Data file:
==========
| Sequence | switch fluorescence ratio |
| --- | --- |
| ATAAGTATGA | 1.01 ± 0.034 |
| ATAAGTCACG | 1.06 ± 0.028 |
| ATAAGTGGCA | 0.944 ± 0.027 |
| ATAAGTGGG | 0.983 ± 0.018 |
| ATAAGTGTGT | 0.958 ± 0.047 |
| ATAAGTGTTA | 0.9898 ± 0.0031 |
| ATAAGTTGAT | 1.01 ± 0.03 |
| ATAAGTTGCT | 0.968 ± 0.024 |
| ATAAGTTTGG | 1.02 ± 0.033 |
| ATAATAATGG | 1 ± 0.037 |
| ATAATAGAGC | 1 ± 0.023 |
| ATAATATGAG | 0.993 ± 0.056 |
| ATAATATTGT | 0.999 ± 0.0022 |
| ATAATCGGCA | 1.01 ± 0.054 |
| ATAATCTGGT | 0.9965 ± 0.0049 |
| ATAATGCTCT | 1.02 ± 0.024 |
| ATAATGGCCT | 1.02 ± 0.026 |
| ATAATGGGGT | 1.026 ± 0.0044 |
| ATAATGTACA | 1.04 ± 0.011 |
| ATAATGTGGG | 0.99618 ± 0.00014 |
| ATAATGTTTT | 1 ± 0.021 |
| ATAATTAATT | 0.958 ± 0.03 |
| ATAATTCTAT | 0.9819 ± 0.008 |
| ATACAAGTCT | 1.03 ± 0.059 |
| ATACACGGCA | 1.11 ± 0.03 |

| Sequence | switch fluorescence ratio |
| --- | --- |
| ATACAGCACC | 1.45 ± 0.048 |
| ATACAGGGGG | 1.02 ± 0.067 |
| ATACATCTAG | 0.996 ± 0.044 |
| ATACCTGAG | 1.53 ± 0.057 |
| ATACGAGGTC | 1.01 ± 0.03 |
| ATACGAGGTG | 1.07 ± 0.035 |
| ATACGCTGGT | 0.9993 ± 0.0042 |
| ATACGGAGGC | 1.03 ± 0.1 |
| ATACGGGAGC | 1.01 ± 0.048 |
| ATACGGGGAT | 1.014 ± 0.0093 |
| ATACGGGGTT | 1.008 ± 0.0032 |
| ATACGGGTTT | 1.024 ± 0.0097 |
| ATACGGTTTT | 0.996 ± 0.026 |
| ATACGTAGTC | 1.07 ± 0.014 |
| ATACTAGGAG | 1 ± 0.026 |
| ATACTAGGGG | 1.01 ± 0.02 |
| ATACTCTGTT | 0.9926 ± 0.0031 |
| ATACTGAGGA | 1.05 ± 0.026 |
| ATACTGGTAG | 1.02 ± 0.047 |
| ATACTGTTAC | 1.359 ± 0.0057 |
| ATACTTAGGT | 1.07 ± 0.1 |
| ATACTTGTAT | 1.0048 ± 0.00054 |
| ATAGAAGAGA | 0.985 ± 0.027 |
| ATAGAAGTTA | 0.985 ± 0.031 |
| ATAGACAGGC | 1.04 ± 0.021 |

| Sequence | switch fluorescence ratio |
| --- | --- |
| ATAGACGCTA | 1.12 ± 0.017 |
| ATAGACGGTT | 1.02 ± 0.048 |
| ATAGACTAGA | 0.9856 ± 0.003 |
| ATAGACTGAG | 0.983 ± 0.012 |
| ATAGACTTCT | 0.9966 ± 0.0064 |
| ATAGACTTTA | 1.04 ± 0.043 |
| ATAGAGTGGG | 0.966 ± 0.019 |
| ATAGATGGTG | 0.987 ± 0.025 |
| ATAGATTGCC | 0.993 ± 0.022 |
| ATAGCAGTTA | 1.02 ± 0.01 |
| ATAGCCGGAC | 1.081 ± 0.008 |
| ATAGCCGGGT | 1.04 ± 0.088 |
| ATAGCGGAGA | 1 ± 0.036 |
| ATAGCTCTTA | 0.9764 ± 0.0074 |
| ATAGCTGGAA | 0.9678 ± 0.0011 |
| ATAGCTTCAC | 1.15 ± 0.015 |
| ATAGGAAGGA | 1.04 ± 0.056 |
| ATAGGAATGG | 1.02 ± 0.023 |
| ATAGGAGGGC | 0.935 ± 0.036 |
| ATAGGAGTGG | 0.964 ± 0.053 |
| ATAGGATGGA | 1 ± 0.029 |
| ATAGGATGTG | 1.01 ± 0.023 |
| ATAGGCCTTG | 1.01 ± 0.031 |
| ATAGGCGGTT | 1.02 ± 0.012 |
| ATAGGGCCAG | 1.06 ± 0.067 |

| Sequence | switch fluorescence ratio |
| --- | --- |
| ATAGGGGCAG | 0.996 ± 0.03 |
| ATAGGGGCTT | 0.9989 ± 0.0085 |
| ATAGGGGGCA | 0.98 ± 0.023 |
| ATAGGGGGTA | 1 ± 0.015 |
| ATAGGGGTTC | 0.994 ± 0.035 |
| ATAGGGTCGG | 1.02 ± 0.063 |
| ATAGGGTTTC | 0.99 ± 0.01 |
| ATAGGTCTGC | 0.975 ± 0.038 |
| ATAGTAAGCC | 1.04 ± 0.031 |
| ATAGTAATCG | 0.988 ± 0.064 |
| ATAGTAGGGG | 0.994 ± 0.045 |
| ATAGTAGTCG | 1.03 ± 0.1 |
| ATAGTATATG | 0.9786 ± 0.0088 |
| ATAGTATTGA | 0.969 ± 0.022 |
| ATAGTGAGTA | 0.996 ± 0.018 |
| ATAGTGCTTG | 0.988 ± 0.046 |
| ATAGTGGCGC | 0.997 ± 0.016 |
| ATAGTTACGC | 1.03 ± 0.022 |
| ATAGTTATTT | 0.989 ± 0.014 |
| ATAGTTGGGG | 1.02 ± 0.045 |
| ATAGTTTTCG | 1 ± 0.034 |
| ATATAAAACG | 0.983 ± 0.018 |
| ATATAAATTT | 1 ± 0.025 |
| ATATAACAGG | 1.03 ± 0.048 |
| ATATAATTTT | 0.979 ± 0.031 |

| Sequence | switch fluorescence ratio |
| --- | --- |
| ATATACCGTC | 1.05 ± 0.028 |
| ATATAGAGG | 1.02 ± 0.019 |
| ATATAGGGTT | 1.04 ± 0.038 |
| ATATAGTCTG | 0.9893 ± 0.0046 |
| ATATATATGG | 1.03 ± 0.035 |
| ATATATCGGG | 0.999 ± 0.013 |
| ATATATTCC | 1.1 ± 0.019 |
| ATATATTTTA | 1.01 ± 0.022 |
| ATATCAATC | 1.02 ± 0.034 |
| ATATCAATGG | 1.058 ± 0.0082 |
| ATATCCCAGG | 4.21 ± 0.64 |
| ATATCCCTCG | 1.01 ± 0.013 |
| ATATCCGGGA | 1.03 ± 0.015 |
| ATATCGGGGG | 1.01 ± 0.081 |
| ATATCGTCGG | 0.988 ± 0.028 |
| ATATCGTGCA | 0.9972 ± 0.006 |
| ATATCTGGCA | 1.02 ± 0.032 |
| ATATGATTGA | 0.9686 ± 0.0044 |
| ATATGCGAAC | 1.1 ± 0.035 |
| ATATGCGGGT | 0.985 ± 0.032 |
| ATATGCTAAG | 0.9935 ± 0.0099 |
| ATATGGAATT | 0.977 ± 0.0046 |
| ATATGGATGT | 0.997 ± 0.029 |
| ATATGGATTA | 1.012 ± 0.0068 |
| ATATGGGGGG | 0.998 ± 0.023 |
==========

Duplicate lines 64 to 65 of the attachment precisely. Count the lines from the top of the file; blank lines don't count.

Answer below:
| ATAGATGGTG | 0.987 ± 0.025 |
| ATAGATTGCC | 0.993 ± 0.022 |